Follow the Elements of Design to Create Stunning Rooms

Have you ever started to fill a room with your designs and found that the pieces just don’t fit together like you imaged? Sure, they may be great pieces individually but put them together and you might get a conglomeration of shit without following the elements of design.

Many of the principles or elements of design follow that of music and art. Which all have countless rules appended to their nature. After all, it was Pablo Picasso who said:

“Learn the rules like a pro, so you can break them like an artist.”

I’ll spare you the countless rules of music and art and dive into what i have found to be the most important things to keep in mind when considering the elements of design: balance, repetition, scale, proportion, & harmony.

Balance

Balance is an even distribution of weight across a certain portion of a room or across the room as a whole. It could include symmetry or equal weights across a particular space. This is a HUGE one to keep in mind, make sure the room doesn’t any overbearing features that could draw the eye to one point in the room.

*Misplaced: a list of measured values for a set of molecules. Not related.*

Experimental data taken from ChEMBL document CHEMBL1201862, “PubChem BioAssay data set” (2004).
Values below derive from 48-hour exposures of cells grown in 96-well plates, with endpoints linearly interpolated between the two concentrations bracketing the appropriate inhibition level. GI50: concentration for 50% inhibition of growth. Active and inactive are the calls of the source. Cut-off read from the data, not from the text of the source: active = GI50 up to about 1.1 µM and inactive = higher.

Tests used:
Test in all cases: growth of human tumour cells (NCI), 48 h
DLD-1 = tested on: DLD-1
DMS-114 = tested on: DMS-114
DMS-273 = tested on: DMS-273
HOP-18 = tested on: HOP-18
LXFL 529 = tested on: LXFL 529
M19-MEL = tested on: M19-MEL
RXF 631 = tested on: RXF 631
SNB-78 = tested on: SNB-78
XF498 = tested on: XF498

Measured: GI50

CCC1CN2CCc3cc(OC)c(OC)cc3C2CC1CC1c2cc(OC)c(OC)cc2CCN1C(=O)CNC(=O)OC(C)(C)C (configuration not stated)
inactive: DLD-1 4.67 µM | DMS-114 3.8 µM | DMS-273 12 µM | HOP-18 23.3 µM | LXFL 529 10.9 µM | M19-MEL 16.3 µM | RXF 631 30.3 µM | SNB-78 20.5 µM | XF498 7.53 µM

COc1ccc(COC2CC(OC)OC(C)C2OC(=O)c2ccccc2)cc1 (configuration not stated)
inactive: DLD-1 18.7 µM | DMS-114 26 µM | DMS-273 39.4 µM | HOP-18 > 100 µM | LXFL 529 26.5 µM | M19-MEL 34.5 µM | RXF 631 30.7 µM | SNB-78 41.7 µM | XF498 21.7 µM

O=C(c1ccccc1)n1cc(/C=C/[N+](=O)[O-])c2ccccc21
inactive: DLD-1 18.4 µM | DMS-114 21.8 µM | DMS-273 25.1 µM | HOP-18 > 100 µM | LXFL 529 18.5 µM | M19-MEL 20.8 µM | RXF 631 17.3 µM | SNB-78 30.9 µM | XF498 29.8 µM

Repetition

Repetition is repeating visual patterns that could include congruence in color, texture shape, or size. This sets the tone for security within the space. Believe it or not, humans LOVE repetition, it adds a sense of comfort or satisfaction. Experiment the same fabric in the curtains and make some DIY pillows to match. Take an accent color and draw it all over the room in paintings, book shelf items, or accent pillows. Use the same shape of lampshade to match the base of the lamp (If it doesn’t already). Don’t get carried away though, let your creativity shine and don’t be too help to making things match:

“The eye loves repetition, but does not want to be bored. It likes familiarity, but needs surprises.”  -Edith Bergstrom

Scale & Proportion

This is a size of all the elements in a room in relation to one another. If the room has a giant couch and tiny tide tables it doesn’t really make a whole lot of sense to the brain. Similar to repetition, the eye wants to see everything on a equal playing field. Make sure the size of the elements fit the size of the space. Don’t try and fit something small or big into the space just for the sake of having something work.

Harmony

If all the elements fit in unison, and have the same styling harmony will ensue. Create a symphony of colors, sizes, shapes and pieces that flow together and make the space feel like you’re trying to tell a story, not that you threw a bunch of shit into a corner and called it good.